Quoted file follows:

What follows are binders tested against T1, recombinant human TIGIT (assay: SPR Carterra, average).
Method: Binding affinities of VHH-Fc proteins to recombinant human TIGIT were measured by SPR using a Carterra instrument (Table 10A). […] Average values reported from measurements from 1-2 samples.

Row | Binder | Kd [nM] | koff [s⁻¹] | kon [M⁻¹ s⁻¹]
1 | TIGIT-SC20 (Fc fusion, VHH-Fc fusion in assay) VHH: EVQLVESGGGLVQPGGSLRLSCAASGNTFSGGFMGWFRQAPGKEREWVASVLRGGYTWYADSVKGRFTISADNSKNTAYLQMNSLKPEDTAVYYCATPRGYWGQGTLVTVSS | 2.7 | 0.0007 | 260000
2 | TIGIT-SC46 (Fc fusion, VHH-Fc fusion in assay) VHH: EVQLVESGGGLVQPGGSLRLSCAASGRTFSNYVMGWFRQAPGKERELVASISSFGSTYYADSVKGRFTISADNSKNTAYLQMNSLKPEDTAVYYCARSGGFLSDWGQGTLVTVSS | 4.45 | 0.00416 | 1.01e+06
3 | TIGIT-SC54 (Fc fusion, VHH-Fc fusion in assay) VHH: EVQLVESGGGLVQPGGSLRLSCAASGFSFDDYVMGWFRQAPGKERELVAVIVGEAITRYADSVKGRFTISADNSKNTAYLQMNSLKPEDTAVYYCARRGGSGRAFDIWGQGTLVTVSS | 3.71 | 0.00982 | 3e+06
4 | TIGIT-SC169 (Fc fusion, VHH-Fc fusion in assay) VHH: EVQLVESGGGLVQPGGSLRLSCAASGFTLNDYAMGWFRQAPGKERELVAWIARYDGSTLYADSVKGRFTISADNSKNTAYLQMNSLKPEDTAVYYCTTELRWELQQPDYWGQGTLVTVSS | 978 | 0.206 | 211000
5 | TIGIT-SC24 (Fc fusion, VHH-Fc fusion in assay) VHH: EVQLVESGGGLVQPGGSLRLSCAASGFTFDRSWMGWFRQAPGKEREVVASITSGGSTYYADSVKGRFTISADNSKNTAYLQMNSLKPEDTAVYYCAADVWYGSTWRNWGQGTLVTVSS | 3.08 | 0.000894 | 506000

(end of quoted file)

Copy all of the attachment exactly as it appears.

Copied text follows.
What follows are binders tested against T1, recombinant human TIGIT (assay: SPR Carterra, average).
Method: Binding affinities of VHH-Fc proteins to recombinant human TIGIT were measured by SPR using a Carterra instrument (Table 10A). […] Average values reported from measurements from 1-2 samples.

Row | Binder | Kd [nM] | koff [s⁻¹] | kon [M⁻¹ s⁻¹]
1 | TIGIT-SC20 (Fc fusion, VHH-Fc fusion in assay) VHH: EVQLVESGGGLVQPGGSLRLSCAASGNTFSGGFMGWFRQAPGKEREWVASVLRGGYTWYADSVKGRFTISADNSKNTAYLQMNSLKPEDTAVYYCATPRGYWGQGTLVTVSS | 2.7 | 0.0007 | 260000
2 | TIGIT-SC46 (Fc fusion, VHH-Fc fusion in assay) VHH: EVQLVESGGGLVQPGGSLRLSCAASGRTFSNYVMGWFRQAPGKERELVASISSFGSTYYADSVKGRFTISADNSKNTAYLQMNSLKPEDTAVYYCARSGGFLSDWGQGTLVTVSS | 4.45 | 0.00416 | 1.01e+06
3 | TIGIT-SC54 (Fc fusion, VHH-Fc fusion in assay) VHH: EVQLVESGGGLVQPGGSLRLSCAASGFSFDDYVMGWFRQAPGKERELVAVIVGEAITRYADSVKGRFTISADNSKNTAYLQMNSLKPEDTAVYYCARRGGSGRAFDIWGQGTLVTVSS | 3.71 | 0.00982 | 3e+06
4 | TIGIT-SC169 (Fc fusion, VHH-Fc fusion in assay) VHH: EVQLVESGGGLVQPGGSLRLSCAASGFTLNDYAMGWFRQAPGKERELVAWIARYDGSTLYADSVKGRFTISADNSKNTAYLQMNSLKPEDTAVYYCTTELRWELQQPDYWGQGTLVTVSS | 978 | 0.206 | 211000
5 | TIGIT-SC24 (Fc fusion, VHH-Fc fusion in assay) VHH: EVQLVESGGGLVQPGGSLRLSCAASGFTFDRSWMGWFRQAPGKEREVVASITSGGSTYYADSVKGRFTISADNSKNTAYLQMNSLKPEDTAVYYCAADVWYGSTWRNWGQGTLVTVSS | 3.08 | 0.000894 | 506000